There are many insults to the body that contribute to the development of chronic disease. Although diet/nutrition may be the most universally appreciated, it still remains poorly managed for many reasons. In contrast, ongoing stress and poor/insufficient sleep are the most underappreciated.
A recent CDC study found that one in three in the U.S. do not get the minimum required sleep required to reduce chronic disease risk. Extensive study has demonstrated that at about 17-hours of sustained wakefulness all measures of performance in adults decrease equivalent to that which occurs at the standard blood alcohol level used to define drunk driving. What prevents and repairs this decline is at least 7 hours of properly timed deep sleep.
Less than 7 hours of good sleep has been correlated with important increased risks of developing some of the most common chronic diseases including obesity, diabetes, high blood pressure, heart disease, stroke, and several mental disorders.
A recent study demonstrated a sharp rise in risk associated with poor sleep. The highest rates of poor sleep clustered in the southeastern region of the United States and the Appalachian Mountains. Previous studies have shown that these regions also have the highest prevalence of obesity, diabetes and other chronic conditions. More recently degenerative brain disease has been added to this list of chronic diseases associated with poor sleep.
Considerable research has examined why there is a relationship between poor sleep and poor brain function. The results are sobering. Poor sleep is an emerging risk factor for cognitive decline and structural brain changes typically seen in degenerative brain diseases such as Alzheimer’s and dementia.
Brain scans called florbetapir-PET scans that show the degree of deposition of beta amyloid have been compared in otherwise matched groups of adults with good sleep and those with poor sleep. Beta Amyloid is the protein that deposits in the brain causing the brain degeneration in Alzheimer’s disease. Subjects with poor scores on sleep scales that measure both sleep duration and quality show significantly higher amounts of beta amyloid deposition as shown above as the yellow and orange areas in the front of the brain where the disease begins.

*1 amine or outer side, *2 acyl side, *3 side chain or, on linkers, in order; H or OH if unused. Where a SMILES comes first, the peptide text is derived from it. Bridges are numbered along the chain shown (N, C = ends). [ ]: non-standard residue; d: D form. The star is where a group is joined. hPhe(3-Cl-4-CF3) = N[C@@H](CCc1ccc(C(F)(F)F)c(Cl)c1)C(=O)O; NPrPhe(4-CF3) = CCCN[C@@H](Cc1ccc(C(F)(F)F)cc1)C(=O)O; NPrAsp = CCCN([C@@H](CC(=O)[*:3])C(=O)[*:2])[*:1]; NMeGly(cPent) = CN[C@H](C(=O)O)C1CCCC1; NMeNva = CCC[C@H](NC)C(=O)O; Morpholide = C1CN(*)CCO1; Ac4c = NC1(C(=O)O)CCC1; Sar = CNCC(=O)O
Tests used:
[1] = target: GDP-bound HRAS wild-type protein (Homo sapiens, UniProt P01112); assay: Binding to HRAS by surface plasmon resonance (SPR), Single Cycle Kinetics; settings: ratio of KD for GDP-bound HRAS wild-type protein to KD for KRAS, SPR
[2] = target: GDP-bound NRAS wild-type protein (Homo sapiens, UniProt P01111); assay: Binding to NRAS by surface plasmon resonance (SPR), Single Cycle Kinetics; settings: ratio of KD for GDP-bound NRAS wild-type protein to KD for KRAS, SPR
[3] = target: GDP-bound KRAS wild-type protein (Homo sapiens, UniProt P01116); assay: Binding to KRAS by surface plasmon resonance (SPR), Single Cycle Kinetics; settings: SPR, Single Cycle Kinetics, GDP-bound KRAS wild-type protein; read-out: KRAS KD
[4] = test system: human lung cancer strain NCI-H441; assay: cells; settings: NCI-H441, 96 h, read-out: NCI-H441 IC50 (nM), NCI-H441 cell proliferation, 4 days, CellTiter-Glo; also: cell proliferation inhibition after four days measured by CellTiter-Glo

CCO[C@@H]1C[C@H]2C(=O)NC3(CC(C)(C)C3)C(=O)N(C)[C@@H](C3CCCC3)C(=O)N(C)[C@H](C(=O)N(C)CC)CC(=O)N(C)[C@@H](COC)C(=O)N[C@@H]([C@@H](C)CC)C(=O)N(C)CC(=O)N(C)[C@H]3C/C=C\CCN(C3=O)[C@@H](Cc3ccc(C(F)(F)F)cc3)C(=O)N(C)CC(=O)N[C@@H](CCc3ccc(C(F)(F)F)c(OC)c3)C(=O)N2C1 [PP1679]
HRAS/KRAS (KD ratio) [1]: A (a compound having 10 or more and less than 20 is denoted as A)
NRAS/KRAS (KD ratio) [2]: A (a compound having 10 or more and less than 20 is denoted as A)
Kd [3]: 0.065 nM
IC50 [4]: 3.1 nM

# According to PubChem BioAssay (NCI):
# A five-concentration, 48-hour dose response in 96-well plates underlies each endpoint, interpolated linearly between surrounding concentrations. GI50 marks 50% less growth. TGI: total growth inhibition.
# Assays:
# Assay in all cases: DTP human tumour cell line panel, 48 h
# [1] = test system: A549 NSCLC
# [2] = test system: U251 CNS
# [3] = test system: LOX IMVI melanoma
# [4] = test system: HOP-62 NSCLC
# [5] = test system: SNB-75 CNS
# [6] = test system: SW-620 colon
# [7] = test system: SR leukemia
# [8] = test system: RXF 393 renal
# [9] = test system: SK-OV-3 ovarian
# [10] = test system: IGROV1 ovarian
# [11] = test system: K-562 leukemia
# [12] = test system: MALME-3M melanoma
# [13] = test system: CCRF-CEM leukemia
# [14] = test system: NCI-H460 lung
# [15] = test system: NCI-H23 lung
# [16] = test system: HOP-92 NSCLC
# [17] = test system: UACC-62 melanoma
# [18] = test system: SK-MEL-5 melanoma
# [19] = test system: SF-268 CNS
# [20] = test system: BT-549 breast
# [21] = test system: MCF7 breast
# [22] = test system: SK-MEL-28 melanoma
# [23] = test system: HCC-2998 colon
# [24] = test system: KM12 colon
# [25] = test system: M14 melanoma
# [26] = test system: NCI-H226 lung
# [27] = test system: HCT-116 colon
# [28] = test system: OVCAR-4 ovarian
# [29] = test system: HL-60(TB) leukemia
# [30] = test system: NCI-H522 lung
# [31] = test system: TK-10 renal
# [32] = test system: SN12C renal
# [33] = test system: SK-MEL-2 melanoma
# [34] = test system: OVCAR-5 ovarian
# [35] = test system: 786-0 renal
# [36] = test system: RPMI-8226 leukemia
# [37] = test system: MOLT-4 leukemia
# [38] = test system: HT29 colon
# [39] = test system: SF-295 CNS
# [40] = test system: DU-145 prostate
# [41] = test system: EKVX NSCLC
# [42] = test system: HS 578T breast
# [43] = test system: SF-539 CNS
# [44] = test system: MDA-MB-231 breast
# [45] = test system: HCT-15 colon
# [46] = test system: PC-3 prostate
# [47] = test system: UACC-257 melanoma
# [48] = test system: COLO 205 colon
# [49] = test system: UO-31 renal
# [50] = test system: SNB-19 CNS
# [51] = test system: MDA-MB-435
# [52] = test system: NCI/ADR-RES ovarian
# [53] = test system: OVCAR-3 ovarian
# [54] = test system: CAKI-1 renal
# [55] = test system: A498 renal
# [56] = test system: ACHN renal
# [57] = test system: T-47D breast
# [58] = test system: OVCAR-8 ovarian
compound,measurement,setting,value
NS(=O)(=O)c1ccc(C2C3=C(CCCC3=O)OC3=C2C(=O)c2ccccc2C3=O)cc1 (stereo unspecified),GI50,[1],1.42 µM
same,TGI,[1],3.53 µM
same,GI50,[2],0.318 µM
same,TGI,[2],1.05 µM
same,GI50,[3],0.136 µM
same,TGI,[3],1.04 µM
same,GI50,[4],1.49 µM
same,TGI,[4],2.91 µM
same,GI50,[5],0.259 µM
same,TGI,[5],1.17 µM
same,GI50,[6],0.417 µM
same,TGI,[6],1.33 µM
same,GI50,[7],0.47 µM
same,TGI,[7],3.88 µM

The build-up of beta amyloid in the brain associated with poor sleep is the result of poor brain “detoxification”. Throughout the body the vascular circulation delivers nutrients to our tissues while the lymphatic system has the primary responsibility of removing the waste products. The brain had always been unique in that it was thought to lack a lymphatic waste clearance system. Some exciting new research, however, has defined a different type of lymphatic drainage in the brain called the “glymphatic drainage system”.
This fascinating video looks at the function of this brain waste drainage system. The link to brain degeneration is that one of the waste products that this system must regularly remove from the brain is beta amyloid. The brain makes some of this on a regular basis to do its “housekeeping” of old synapses (connections between brain cells). The glymphatic system that should remove this each night preventing build-up only functions during good quality, adequate sleep.
The problem with the build-up of beta amyloid in the brain is that this protein slowly damages brain cells and disrupts their connections to other cells which are needed for memory.
Multiple studies have looked at the effect of poor sleep on brain volume which is a standard testing method to document brain loss in Alzheimer’s disease. They have all found associations between poor sleep and actual loss of brain volume a likely result of the increased beta amyloid deposition. Additional study has taken the evaluation further to include cognitive testing. As expected correlating with the imaging findings, poor sleep is associated with decline in cognitive function.
Researchers have shown great concern about the high rates of poor sleep in society coinciding with other factors such as aging of the population that are contributing to the rapidly increasing rates of degenerative brain disease. The bright note, however, is that unlike aging, poor sleep is a modifiable risk factor. Targeting adequate, good quality sleep is an important, modifiable factor in the treatment of brain disease.
Brager et al. Relationships between sleep quality and brain volume, metabolism, and amyloid deposition in late adulthood. Neurobiology of Aging, 2016;41:107-114.
Lo et al. SLEEP DURATION AND AGE-RELATED CHANGES IN BRAIN STRUCTURE AND COGNITIVE PERFORMANCE. Sleep, 2014;37:1171-1178.